The Tipping Point

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A man’s conscience, like a warning line on the highway, tells him what he shouldn’t do – but it does not keep him from doing it.

Frank A. Clark

As far back as I can remember since we began to recognize our potential to destroy
our planet’s environment, experts have spoken of a tipping point. This is a
theoretical time frame where our collective action would no longer offset varying
degrees of catastrophic damage to our biosphere. The concept of a tipping point
has been a focus of arguments and the impetus for calls to action such that opinions
have varied widely as to the actual timeframe and consequences of this subjective
moment in time. Whether those who still insist we have not reached the tipping
point are just plain ignorant or using their opinion as a strategy of creating doubt to
delay action, the reality is we passed that proverbial tipping point years ago.
The wheels of change are now unalterably moving forward with a momentum we
are powerless to reverse. The manifestation of our impacts on the environment will
change our planet in fundamental ways that will have a huge impact on every
human being on earth. The ice caps will continue to melt, sea levels will continue
to rise, oceans will continue to become more acidic, weather patterns will continue
to change and become more severe, atmospheric temperatures will continue to rise,
and the general health and vitality of our food chain will continue to deteriorate
regardless of what mitigating steps we now take. Anyone who does not realize
these truths has failed to acknowledge the scientific trends and cumulative data
which points to these undeniable facts or is either living in a fantasy world too
afraid to admit the consequences of our failure to address these issues
preemptively. The sad truth is we are about to enter an unprecedented age of
resource depletion that has the potential to turn our future into an extended “dark
age” the likes of which our species has never experienced.
We are not without options however as to how this will eventually play out and
what we can still do to respond to these threats. The reality is there are degrees of
austerity and damage that could occur as we push forward into the 21 st century.
Much is still yet to be determined and will be the result or consequence of the
actions we take or our continued lack of a coordinated and decisive response. If we
were to collectively put into action a massive restructuring of our planets

supportive infrastructure and resource management policies much of the more
potentially severe consequences could be avoided. In some cases they could
actually be reversed. In that case we could avoid some of the other tipping points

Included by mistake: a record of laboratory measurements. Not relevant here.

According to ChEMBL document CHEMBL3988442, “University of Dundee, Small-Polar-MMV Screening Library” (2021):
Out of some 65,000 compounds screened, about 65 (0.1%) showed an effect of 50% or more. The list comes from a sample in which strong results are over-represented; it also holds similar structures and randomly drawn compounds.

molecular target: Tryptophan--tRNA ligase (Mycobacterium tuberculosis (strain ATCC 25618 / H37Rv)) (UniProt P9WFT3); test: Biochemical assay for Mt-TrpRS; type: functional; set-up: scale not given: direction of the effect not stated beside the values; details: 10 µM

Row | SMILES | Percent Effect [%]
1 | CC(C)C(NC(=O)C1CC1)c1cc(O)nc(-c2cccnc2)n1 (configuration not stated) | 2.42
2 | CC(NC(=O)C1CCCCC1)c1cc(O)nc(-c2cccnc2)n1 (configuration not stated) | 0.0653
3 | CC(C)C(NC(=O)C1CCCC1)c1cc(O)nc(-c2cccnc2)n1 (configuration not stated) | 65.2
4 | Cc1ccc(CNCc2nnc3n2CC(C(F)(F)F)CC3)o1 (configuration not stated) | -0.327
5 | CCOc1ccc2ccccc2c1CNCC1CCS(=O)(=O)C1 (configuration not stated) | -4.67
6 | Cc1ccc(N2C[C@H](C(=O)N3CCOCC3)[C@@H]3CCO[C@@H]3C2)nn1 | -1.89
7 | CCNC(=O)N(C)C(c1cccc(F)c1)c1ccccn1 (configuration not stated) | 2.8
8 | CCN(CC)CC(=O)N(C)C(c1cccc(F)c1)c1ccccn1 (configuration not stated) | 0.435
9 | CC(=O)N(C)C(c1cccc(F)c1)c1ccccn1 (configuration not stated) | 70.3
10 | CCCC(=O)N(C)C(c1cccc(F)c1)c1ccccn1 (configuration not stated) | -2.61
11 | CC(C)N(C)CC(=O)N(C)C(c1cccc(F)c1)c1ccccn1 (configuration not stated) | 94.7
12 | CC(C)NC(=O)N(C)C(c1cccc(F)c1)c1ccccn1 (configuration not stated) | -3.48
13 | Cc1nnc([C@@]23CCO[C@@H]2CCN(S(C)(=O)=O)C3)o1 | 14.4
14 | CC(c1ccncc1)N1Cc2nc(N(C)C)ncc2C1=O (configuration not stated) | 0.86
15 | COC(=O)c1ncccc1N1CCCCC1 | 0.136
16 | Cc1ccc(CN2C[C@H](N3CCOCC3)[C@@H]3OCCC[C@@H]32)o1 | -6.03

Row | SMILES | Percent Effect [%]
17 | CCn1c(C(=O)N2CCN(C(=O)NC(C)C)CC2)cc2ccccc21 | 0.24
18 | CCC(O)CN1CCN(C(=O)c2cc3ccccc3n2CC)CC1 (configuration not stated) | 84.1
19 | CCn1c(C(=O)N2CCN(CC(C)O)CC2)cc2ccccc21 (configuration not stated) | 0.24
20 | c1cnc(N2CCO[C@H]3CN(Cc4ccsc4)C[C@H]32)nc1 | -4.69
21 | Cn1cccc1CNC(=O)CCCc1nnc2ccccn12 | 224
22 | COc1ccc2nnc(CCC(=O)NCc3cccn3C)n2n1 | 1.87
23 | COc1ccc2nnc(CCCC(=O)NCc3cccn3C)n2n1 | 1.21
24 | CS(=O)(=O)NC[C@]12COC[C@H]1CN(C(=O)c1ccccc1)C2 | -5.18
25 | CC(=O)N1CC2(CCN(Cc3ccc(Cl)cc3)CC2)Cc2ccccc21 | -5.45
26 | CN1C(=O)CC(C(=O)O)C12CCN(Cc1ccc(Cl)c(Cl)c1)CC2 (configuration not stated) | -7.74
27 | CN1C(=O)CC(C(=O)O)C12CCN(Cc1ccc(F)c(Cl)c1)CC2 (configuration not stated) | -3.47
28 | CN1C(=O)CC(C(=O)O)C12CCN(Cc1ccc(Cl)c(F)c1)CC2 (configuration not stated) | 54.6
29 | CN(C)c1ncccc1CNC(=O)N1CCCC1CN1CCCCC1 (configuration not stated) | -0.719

which would then have permanent and irreversible consequences to humankind.
That being said, there is another tipping point that we need to focus on and is much
more significant that no one really talks about. What happens when we run out of
economic resources to respond to these threats and prepare our population for the
changes that are sure to occur? How will we answer these challenges when
societies around the world start to collapse under the pressure of diminishing
resources so that regional response becomes impossible? If you think that unlikely
look what has happened in Somalia. You might also consider the recent events in
Egypt, Tunisia, Yemen, and Syria during the Arab spring. The harsh reality is
when populations don’t have sufficient food and water they stop listening to the
More than 75% of our global population lives in countries which are in jeopardy of
having their ability to support their population’s basic necessities for survival
completely collapse before mid-century. Additionally neighboring countries which
can somehow manage to get by are also at risk. Those remaining regions will
quickly come under pressure from migrating populations desperately seeking the
resources they need to survive. This is the frightening reality our modern world
now faces.
All is not lost however. We still have the opportunity to avoid the worst of this
scenario but time is running short. Every year as food, energy, and commodity
prices rise as a percentage of family income globally, our ability to counter these
trends diminish. Reduced financial and available capital resources will result in
families and countries having less and less money available for discretionary
investment and infrastructure development. This will eventually erode and cripple
our ability to respond. Subsidies will disappear, philanthropic efforts will diminish,
and money for education and health diverted in an attempt to make up for those
shortcomings till we are eventually broke and powerless. Read the papers or listen
to the news. These challenges are the subtext of practically every global challenge
we now face. The days of large humanitarian aid efforts will soon come to an end
and we will be powerless to act as we watch regions of our world collapse under
these pressures. This will be the consequence if we fail to prepare in advance of
that tipping point.

Never before has it been so important and necessary for humanity to act in
common purpose if we are to substantially counter this momentum and re-establish
balance back to our broken planet. Actions and projects need to be coordinated,
prioritized, and quantified for efficiency and impact. All of that will take financial
resources we can ill afford to squander. Our failure to accomplish these changes
will usher in a series of events that few of us can imagine in terms of the human
suffering and environmental destruction that are sure to occur as a result of our
inaction. This particular tipping point can and must be avoided at all costs.

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